Uniqlo bil­lion­aire Yanai re­vis­its Drucker roots to end slump

The Pak Banker - - Company& -

TOKYO: Tadashi Yanai, Ja­pan's rich­est man, used ad­vice from man­age­ment guru Peter Drucker to build his Uniqlo cloth­ing em­pire. To pull out of a slump that's ham­mered prof­its and shares, the bil­lion­aire is re­vis­it­ing the lessons.

Yanai, 61, founder and pres­i­dent of Fast Re­tail­ing Co., built his es­ti­mated $9.2 bil­lion for­tune over 26 years, turn­ing his fa­ther's tai­lor shops into the Uniqlo chain of low­priced ca­sual wear to be­come Asia's biggest cloth­ing re­tailer. Yanai says his suc­cess was in­spired by Drucker's man­age­ment strate­gies and the idea of "cus­tomer cre­ation" with a prod­uct that cre­ates de­mand.

This year, some­thing went wrong with Yanai's strat­egy. Fast Re­tail­ing's shares have plunged 26 per­cent in 2010, sales at stores open more than a year fell 25 per­cent in Septem­ber, con­tin­u­ing to slide through Novem­ber, and the com­pany fore­cast its first profit de­cline in four years for the fis­cal year end­ing in Au­gust.

"Fast Re­tail­ing lost fo­cus on its core prod­ucts," said Mik­i­hiko Yam­ato, an an­a­lyst at Ja­pan­in­vest KK in Tokyo. "The com­pany tilted to fashion items that didn't sell well."

Sec­ond-half Uniqlo sales through Au­gust fell 6.4 per­cent in Ja­pan, where Ya­m­aguchi-based Fast Re­tail­ing gets more than 80 per­cent of rev­enue. The com­pany's shares de­clined 0.7 per­cent to 12,900 yen at the 3 p.m. close of trad­ing in Tokyo.

Mean­while, com­peti­tors such as the Zara brand from Spain's In­di­tex SA and Swe­den's Hennes & Mau­ritz AB added stores. Zara had 54 Ja­pan out­lets in July af­ter open­ing its first in the coun­try in 1998. H&M en­tered Ja­pan's mar­ket in 2008 and had 10 out­lets in Novem­ber.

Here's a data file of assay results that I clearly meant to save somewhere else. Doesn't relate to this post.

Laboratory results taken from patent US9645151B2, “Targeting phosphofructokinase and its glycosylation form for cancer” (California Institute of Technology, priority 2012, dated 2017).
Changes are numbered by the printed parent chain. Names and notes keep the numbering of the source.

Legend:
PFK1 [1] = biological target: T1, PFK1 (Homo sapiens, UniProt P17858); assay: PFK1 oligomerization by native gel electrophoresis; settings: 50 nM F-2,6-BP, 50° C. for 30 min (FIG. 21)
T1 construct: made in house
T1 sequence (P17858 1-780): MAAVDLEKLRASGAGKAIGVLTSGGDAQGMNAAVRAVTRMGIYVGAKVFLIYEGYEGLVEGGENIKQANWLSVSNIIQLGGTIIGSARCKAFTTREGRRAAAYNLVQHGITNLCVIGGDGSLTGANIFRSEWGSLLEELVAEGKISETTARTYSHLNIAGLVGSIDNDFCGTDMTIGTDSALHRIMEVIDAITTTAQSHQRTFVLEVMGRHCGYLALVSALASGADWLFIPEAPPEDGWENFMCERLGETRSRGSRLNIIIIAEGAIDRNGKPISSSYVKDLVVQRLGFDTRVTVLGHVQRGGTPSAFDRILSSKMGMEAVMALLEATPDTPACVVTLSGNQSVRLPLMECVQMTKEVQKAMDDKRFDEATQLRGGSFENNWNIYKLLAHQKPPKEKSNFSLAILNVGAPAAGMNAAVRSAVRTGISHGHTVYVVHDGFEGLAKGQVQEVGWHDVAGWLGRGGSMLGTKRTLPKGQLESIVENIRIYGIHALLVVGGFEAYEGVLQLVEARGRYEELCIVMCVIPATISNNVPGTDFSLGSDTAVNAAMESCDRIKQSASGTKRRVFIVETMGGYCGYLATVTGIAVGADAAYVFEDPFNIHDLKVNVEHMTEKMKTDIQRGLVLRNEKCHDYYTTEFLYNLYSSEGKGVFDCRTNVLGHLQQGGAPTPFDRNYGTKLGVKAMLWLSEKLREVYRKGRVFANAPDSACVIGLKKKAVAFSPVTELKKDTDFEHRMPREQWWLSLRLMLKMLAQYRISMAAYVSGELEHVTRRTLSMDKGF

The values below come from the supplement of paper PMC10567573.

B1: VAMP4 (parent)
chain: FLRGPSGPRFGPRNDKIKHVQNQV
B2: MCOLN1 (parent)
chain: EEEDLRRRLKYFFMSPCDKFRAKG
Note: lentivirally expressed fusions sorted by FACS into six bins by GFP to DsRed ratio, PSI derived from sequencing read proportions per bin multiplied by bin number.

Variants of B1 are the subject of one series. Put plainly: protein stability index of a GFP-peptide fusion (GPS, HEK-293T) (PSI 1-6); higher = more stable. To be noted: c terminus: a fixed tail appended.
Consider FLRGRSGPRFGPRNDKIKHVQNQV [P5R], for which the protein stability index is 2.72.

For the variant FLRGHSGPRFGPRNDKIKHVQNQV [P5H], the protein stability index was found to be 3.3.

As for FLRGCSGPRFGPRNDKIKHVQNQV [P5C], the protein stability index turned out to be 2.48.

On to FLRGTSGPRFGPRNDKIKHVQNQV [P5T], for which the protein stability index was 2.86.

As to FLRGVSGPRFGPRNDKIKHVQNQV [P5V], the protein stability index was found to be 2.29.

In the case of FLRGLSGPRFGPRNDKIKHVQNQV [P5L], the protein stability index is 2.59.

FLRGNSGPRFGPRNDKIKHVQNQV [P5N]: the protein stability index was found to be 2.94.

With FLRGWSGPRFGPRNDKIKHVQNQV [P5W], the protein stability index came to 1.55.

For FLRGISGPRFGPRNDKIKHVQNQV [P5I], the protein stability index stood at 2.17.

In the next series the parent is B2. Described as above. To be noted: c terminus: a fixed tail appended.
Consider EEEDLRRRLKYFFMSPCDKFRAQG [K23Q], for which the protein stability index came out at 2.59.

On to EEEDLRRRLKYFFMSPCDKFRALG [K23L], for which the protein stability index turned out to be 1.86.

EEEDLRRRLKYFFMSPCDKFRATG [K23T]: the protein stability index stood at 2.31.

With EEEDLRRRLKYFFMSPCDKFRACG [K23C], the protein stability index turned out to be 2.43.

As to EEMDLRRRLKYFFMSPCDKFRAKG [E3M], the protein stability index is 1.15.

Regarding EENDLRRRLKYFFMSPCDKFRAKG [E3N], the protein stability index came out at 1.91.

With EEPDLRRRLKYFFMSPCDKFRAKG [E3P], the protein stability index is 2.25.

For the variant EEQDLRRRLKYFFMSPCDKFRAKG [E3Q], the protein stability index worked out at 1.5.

Try­ing to match Zara and H&M may have been what took Uniqlo off track, an­a­lysts and in­vestors said.

"The com­pany fol­lowed trendy mak­ers like Zara," said Yam­ato at Ja­pan­in­vest. "Uniqlo needs some fashion items, but the com­pany's strength is to mass-pur­chase fabrics to make large quan­ti­ties of func­tional cloth­ing," said Yam­ato, who rec­om­mends buy­ing Fast Re­tail­ing's stock.

"The com­pany should stick with its ba­sic de­signs to dif­fer­en­ti­ate it­self from Zara and H&M," said Koichi Ogawa, chief port­fo­lio man­ager at Daiwa SB In­vest­ments Ltd. in Tokyo. He de­clined to com­ment on his hold­ings.

Yanai got the mes­sage. Fast Re­tail­ing will fo­cus on func­tional de­signs af­ter "su­per­fi­cial fashion" items eroded sales, he said at an Oct. 8 press con­fer­ence in Tokyo.

Broad­caster NHK this year pub­lished a book ti­tled "My Way of Man­age­ment in The Drucker Style," from in­ter­views with Yanai on the man­age­ment con­sul­tant's in­flu­ence.

"Drucker is not only my man­age­ment pro­fes­sor, but he is like the com­pass to pro­vide a path I should fol­low," he said in the book.